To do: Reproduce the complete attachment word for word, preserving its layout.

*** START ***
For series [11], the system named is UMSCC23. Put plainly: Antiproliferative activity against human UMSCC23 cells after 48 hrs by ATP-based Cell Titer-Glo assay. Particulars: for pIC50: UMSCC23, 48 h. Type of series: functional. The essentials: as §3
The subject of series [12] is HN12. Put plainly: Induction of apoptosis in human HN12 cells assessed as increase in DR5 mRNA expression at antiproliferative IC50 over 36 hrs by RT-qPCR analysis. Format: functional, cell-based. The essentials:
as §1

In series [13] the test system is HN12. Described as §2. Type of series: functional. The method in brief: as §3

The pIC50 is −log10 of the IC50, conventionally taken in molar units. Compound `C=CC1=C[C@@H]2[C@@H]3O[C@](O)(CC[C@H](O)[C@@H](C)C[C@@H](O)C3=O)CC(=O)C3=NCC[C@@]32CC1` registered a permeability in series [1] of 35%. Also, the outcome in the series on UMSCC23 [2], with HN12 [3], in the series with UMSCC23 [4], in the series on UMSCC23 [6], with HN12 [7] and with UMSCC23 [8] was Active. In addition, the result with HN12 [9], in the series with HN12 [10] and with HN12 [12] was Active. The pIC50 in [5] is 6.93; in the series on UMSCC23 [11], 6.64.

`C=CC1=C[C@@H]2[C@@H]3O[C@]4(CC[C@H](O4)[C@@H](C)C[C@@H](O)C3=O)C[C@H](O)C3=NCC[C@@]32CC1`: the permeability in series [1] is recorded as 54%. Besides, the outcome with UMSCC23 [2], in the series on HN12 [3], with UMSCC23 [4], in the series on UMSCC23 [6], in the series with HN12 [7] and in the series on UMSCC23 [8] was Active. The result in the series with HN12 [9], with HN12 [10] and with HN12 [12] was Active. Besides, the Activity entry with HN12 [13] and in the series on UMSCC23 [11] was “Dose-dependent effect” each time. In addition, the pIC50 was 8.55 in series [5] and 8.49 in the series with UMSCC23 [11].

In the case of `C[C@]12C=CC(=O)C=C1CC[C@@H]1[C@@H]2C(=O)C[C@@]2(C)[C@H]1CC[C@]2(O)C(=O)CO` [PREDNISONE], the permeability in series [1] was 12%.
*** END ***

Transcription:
For series [11], the system named is UMSCC23. Put plainly: Antiproliferative activity against human UMSCC23 cells after 48 hrs by ATP-based Cell Titer-Glo assay. Particulars: for pIC50: UMSCC23, 48 h. Type of series: functional. The essentials: as §3
The subject of series [12] is HN12. Put plainly: Induction of apoptosis in human HN12 cells assessed as increase in DR5 mRNA expression at antiproliferative IC50 over 36 hrs by RT-qPCR analysis. Format: functional, cell-based. The essentials:
as §1

In series [13] the test system is HN12. Described as §2. Type of series: functional. The method in brief: as §3

The pIC50 is −log10 of the IC50, conventionally taken in molar units. Compound `C=CC1=C[C@@H]2[C@@H]3O[C@](O)(CC[C@H](O)[C@@H](C)C[C@@H](O)C3=O)CC(=O)C3=NCC[C@@]32CC1` registered a permeability in series [1] of 35%. Also, the outcome in the series on UMSCC23 [2], with HN12 [3], in the series with UMSCC23 [4], in the series on UMSCC23 [6], with HN12 [7] and with UMSCC23 [8] was Active. In addition, the result with HN12 [9], in the series with HN12 [10] and with HN12 [12] was Active. The pIC50 in [5] is 6.93; in the series on UMSCC23 [11], 6.64.

`C=CC1=C[C@@H]2[C@@H]3O[C@]4(CC[C@H](O4)[C@@H](C)C[C@@H](O)C3=O)C[C@H](O)C3=NCC[C@@]32CC1`: the permeability in series [1] is recorded as 54%. Besides, the outcome with UMSCC23 [2], in the series on HN12 [3], with UMSCC23 [4], in the series on UMSCC23 [6], in the series with HN12 [7] and in the series on UMSCC23 [8] was Active. The result in the series with HN12 [9], with HN12 [10] and with HN12 [12] was Active. Besides, the Activity entry with HN12 [13] and in the series on UMSCC23 [11] was “Dose-dependent effect” each time. In addition, the pIC50 was 8.55 in series [5] and 8.49 in the series with UMSCC23 [11].

In the case of `C[C@]12C=CC(=O)C=C1CC[C@@H]1[C@@H]2C(=O)C[C@@]2(C)[C@H]1CC[C@]2(O)C(=O)CO` [PREDNISONE], the permeability in series [1] was 12%.